The Chunnel Crossing

After checking out the new Niesmann and Bichoff at Telford, we all piled into Gary and Diannes, Harry the Hymer and headed to Milton Keynes through the traffic to collect Ralph the rental Hymer. We arrived just before 5pm and Peter the proprietor, gave me a run down on Ralph. Where the hoses were, the camp chairs etc and how everything worked.

Click on the images for Hi Res or a slideshow

Ralph is a real hard case machine. Its a 1992 Hymer with a 5 cylinder 2.9 litre Mercedes with automatic trans. It starts first pop everytime despite its 250000 miles on the clock. Its a fun wagon.

The Hymers in the carpark at Bearsted

We stopped at a Caravan park in Bearsted after battling the M1 traffic for a couple of hours and we arrived 3 minutes late at 8.03pm. The sign said no admittance after 8pm so we spent the night out in the carpark but still had to pay what I thought were extortionate fees of 34GPB (NZ$70!) without power and not much else. What a welcome .. Dianne rang and we were basically told “Rules are Rules !” .. not a nice welcome…no wonder the other Caravan Association calls themselves “the friendly group”.

We were close to the Channel Tunnel for the next morning and that was all that mattered.

We were away at 8:30 to get on the Chunnel Train. We arrived quite early and clocked in through both borders and parked our car in the C lane and went to get a cup of tea and look at the duty free stuff.

Fiona and Dianne with the Hymers waiting to board the train.

Gary and I stumbled on this amazing deal for internet for roaming all over Europe with a prepaid card from 3.  All the Truckies use it apparently but its great.

After an hour of cups of coffee we were asked to line up Harry and Ralph Hymers and get ready for the train. Its was amazing how quiet and how easy it was.. very streamlined. Dianne even got a wink from the French immigration man with his “lovely accent”!

Dianne and Fiona at the Duty free terminal waiting for the boarding signal.

About 10 minutes early, we were asked to move the Hymers onto the train.

Our view of Harry on the crossing

We drove up over a small bridge and then straight down a ramp and the sideways onto the train. You drive through the carriages until you get as far forward as you can then they chock your wheels.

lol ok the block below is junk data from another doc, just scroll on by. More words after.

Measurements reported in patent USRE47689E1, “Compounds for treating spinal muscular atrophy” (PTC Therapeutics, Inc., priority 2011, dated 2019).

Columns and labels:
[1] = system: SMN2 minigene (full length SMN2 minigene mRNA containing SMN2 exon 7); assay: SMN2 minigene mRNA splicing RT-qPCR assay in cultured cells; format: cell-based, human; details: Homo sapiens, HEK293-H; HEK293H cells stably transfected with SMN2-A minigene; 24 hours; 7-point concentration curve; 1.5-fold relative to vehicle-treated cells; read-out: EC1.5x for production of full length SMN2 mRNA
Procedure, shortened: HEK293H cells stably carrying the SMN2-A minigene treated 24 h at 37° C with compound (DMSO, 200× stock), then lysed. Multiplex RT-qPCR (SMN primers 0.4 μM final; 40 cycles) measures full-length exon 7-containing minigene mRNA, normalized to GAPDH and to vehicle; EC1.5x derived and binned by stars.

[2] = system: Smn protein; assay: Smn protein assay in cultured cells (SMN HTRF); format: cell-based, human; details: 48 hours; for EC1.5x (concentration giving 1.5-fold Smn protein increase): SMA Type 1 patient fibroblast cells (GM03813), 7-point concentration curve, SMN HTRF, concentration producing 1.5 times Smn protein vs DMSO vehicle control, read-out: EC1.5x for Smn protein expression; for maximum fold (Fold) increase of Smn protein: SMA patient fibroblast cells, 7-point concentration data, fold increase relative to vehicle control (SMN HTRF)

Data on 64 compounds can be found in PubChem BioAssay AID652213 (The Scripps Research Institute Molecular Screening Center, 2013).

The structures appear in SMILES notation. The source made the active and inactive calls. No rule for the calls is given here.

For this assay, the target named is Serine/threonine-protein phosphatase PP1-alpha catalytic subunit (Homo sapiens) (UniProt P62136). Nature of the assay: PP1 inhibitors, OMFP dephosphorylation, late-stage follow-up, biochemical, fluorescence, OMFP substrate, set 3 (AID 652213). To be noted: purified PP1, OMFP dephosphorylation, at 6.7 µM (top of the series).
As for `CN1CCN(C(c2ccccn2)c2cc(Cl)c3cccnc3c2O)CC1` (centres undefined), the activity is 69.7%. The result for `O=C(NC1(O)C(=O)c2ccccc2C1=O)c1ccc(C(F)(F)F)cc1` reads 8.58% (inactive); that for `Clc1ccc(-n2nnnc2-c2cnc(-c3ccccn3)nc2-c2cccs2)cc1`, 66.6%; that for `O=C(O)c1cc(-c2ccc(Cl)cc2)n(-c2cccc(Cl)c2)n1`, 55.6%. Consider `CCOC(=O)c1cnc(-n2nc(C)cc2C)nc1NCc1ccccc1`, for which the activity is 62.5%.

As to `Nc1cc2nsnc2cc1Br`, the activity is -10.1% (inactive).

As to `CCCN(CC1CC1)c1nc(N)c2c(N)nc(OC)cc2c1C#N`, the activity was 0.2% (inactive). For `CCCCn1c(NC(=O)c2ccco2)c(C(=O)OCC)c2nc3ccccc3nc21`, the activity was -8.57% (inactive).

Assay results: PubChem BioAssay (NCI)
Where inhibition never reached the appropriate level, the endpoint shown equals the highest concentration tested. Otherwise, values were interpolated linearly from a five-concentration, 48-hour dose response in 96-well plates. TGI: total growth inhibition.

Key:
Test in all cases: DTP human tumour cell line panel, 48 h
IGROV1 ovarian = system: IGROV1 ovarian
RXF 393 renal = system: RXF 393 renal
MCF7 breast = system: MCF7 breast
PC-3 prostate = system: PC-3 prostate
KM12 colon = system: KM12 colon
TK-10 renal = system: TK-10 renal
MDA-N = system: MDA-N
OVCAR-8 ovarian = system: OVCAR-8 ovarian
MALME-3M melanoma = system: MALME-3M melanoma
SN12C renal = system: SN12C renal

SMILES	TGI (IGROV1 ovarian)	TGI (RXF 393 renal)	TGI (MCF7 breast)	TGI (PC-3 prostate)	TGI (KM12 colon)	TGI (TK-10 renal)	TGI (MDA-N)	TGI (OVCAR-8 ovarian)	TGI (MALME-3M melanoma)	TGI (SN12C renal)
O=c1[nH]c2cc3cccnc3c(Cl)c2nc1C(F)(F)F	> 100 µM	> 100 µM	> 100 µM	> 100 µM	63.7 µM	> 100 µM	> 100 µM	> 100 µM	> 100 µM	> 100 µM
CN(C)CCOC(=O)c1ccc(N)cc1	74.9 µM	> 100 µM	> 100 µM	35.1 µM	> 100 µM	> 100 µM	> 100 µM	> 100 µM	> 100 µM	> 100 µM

20 minutes later with what was a very easy smooth ride and we were in France. It only took about 10 minutes and we were cruising up the carriageway to Belgium.

The Chunnel station in France with Harry on the ramp

Fantastic service and so easy.

8 thoughts on “The Chunnel Crossing”

  1. I enjoy following your blogs both from NZ and now England and Europe. One of the reasons is that you always provide links and coatings which is very helpful. Do you plan on providing a costing on Ralph and perhaps the Chunnel train etc? Safe and happy travels and I look forward to further updates.
    Many thanks

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    1. Hi Guys
      I wasn’t really but Ralph was around 4000GBP for nearly 5 weeks including bikes and linen from HireaHymer. If I did it again, I’d spend a bit more and get one of the newer ones but Ralph is a lot of fun.. just a bit slow. The Chunnel was about 170 Euros each way. Not cheap but it only takes 20 minutes and its so easy.

      Cheers

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  2. Ha ha British service at Beardsley…it really is the worst in the world. The Chunnel trip sounds fantastic by motorhome 🙂

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    1. Hi Barbara
      The Brits service everywhere was fantastic with really only that exception. Being close to The Chunnel was really important so it didn’t matter really. It was just interesting to see how petty and silly some people can be.

      We’re in Amsterdam leaving for Hanover tomorrow.
      Cheers

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    1. We bought it at the border in the Duty Free area .. WH Smith but it was 27 pounds including an “eat all you can get” which actually means about 10 gigs. Not sure how they get way with this but I’m now using Wifi where I can get it. I’ve still got a few gigs up my sleeve for banking etc.

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  3. We bought and travelled for several years around UK and Europe in an old Hymer very similar to yours. It was a great vehicle and so reliable. Our German friends told us the name is pronounced “humer” though most Brits pronounce it as it is spelled. As for camping grounds in England, we found them extremely expensive and avoided them as much as possible. We actually spent six months in total freecamping around the UK which everyone told us was impossible. I have been following your Blog for some time and do enjoy reading about your travels. You are now bringing back a lot of wonderful memories. Enjoy your travels.

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    1. We had Ralph only one day before we escape the UK for that reason. The Brits were very kind and their service was really good and it didn’t really matter to us about Beardsley except I thought it was very petty and silly but apparently that organisation has a bit of a reputation for this.
      Thanks for your comment.

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